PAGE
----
|How to Naturally Lower Triglycerides|
Infographic from Dr. Josh Axe
It is currently estimated that one in three Americans have higher than what is considered healthy triglyceride levels. Triglycerides are a type of lipid (fat) found in the blood. When extra calories are eaten that cannot be used by the body right away, they are converted and stored as triglycerides in the fat cells for later use.
Higher than healthy levels of triglycerides are associated with overweight and obesity, insulin resistance, metabolic syndrome, pre-diabetes, diabetes and cardiovascular disease.
According to current understanding, where on the body fat is stored depends on several things. Certain hormones and heredity play a role. Additionally, metabolic abnormalities can influence fat storage and are thought to be acquired as a result of certain lifestyle choices.
There appears to be an association between high triglyceride levels and abdominal or visceral fat, aka "belly fat".
According to Harvard Health, research suggests that abdominal fat cells are biologically active. They produce certain hormones, immune system chemicals and other substances which can have a profound effect on our health.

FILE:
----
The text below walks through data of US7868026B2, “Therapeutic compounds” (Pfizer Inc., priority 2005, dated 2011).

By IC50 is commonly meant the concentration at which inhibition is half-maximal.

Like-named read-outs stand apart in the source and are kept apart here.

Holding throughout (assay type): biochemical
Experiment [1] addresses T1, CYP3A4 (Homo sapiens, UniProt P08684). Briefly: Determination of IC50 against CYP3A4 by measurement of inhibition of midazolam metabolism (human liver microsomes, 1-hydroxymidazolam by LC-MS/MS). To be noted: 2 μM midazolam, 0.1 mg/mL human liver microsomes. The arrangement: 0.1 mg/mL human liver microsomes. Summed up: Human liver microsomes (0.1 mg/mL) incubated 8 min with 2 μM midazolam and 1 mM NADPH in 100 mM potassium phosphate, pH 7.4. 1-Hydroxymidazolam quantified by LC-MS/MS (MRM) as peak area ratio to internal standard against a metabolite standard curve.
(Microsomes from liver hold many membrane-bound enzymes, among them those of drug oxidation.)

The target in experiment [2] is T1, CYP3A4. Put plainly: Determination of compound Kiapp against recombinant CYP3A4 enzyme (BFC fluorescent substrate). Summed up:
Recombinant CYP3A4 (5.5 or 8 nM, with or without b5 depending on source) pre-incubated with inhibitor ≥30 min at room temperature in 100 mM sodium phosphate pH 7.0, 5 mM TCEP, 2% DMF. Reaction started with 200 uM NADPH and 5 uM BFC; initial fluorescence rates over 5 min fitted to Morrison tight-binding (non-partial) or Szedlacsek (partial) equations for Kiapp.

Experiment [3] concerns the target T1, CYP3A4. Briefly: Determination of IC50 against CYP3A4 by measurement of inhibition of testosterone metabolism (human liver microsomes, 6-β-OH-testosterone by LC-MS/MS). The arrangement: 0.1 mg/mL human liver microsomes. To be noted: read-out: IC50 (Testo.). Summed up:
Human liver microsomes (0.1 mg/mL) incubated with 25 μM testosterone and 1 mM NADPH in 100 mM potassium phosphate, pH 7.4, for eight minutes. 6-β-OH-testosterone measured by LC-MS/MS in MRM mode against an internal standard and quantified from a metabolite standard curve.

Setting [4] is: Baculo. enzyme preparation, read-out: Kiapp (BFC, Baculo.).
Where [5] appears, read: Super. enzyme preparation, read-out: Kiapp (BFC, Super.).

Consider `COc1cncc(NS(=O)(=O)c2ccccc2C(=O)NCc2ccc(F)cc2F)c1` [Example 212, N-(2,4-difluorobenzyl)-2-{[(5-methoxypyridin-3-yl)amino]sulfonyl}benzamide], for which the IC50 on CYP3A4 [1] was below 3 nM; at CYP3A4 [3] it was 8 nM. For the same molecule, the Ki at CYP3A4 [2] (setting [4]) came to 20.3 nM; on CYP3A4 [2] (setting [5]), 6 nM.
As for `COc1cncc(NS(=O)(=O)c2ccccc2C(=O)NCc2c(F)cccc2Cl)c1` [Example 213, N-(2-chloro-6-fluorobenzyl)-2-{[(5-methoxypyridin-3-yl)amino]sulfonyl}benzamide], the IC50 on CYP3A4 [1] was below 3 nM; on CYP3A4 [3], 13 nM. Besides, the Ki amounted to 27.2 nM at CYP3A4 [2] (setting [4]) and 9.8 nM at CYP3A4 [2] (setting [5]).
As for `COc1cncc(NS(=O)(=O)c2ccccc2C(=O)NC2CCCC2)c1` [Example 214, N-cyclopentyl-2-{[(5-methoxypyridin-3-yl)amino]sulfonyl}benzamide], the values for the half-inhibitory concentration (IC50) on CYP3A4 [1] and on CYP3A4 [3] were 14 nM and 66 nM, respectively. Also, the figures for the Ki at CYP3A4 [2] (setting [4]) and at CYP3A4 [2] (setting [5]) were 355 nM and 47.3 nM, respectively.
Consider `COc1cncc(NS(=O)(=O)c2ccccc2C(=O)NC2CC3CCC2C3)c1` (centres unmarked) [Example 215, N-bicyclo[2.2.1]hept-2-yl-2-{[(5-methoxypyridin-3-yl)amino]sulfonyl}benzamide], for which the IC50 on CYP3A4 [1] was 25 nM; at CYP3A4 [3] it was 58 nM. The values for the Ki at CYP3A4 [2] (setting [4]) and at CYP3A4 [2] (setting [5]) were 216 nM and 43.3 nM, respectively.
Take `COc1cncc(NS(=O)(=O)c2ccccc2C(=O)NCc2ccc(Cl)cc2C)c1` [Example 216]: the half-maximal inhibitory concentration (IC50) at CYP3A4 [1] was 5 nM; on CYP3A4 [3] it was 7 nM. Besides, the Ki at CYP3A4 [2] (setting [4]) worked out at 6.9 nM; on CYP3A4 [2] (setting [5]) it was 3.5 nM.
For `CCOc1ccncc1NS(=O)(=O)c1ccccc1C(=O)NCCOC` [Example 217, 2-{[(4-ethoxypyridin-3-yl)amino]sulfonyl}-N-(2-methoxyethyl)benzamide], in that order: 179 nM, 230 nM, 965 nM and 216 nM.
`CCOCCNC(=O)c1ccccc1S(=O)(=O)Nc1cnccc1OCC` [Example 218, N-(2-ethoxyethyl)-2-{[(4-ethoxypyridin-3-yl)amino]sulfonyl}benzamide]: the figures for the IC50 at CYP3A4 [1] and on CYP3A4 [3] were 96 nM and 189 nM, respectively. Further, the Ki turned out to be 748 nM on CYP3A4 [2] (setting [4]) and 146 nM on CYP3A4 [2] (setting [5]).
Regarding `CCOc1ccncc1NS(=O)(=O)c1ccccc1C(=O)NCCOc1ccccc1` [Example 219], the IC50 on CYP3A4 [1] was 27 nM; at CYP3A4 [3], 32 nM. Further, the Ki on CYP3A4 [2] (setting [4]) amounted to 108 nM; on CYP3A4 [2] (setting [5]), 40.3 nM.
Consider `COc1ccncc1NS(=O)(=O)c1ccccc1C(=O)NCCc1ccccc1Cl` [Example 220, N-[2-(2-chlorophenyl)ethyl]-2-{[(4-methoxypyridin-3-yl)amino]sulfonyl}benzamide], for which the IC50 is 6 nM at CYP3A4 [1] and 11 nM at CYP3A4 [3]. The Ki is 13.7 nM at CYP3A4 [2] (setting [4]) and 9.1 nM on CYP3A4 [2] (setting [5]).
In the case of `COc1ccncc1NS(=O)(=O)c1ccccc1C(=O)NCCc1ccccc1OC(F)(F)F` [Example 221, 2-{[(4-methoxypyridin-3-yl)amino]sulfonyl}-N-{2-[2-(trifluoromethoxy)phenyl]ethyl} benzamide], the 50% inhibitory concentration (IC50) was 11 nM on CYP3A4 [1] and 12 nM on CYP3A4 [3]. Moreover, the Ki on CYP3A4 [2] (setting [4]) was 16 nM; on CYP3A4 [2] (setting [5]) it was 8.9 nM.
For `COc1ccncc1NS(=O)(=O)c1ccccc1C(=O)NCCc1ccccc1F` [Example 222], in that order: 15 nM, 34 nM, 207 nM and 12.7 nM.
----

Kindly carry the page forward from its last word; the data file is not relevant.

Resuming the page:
Therefore, reducing excess abdominal fat and lowering triglyceride levels is something to seriously consider if you have high triglyceride levels, belly fat or both.
Know Your Number
Triglyceride concentration is measured in the blood and is almost always tested whenever you have a glucose fasting blood test. You can readily ascertain your number by looking at your lab test.
There is a significant range of triglyceride levels results. The generally accepted categorization is as follows:
Under 100 mg/dl is optimal
101-149 is normal
150-199 is borderline high
200-499 is high
500-999 is very high
Over 1000 is severe
However many holistic and functional health practitioners maintain that these so-called "normal" ranges are not normal at all and that, generally, a score above 100 should be more closely looked at.
This infographic is from Dr. Josh Axe who has also written an excellent article on this topic.
The infographic and article cover the following:
🔶 What Are Triglycerides
🔶 Why Do Triglycerides Matter
🔶 Causes of High Triglycerides
🔶 Risk Factors for High Triglycerides
🔶 Conventional Treatment
🔶 How to Lower Triglycerides Naturally
You can see a large version of this infographic as well as read the article here: What High Triglycerides Mean for Your Heart and How to Lower Triglycerides Naturally.